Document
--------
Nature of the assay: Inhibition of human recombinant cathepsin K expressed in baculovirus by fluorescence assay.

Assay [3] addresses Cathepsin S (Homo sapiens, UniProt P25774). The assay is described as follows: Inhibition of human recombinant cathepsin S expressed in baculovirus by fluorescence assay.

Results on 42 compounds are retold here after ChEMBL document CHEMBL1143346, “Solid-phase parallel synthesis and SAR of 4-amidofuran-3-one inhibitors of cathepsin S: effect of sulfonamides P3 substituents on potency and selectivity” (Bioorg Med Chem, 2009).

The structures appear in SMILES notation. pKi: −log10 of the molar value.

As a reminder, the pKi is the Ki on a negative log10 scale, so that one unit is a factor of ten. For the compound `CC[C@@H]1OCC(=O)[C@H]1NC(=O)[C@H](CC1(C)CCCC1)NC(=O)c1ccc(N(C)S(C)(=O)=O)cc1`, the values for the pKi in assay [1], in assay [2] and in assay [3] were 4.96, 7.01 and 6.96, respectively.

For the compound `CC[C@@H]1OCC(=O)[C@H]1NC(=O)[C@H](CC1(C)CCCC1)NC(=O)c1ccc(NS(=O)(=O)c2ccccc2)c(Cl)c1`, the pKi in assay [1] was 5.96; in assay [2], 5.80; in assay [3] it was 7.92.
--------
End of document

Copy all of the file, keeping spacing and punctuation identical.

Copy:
Nature of the assay: Inhibition of human recombinant cathepsin K expressed in baculovirus by fluorescence assay.

Assay [3] addresses Cathepsin S (Homo sapiens, UniProt P25774). The assay is described as follows: Inhibition of human recombinant cathepsin S expressed in baculovirus by fluorescence assay.

Results on 42 compounds are retold here after ChEMBL document CHEMBL1143346, “Solid-phase parallel synthesis and SAR of 4-amidofuran-3-one inhibitors of cathepsin S: effect of sulfonamides P3 substituents on potency and selectivity” (Bioorg Med Chem, 2009).

The structures appear in SMILES notation. pKi: −log10 of the molar value.

As a reminder, the pKi is the Ki on a negative log10 scale, so that one unit is a factor of ten. For the compound `CC[C@@H]1OCC(=O)[C@H]1NC(=O)[C@H](CC1(C)CCCC1)NC(=O)c1ccc(N(C)S(C)(=O)=O)cc1`, the values for the pKi in assay [1], in assay [2] and in assay [3] were 4.96, 7.01 and 6.96, respectively.

For the compound `CC[C@@H]1OCC(=O)[C@H]1NC(=O)[C@H](CC1(C)CCCC1)NC(=O)c1ccc(NS(=O)(=O)c2ccccc2)c(Cl)c1`, the pKi in assay [1] was 5.96; in assay [2], 5.80; in assay [3] it was 7.92.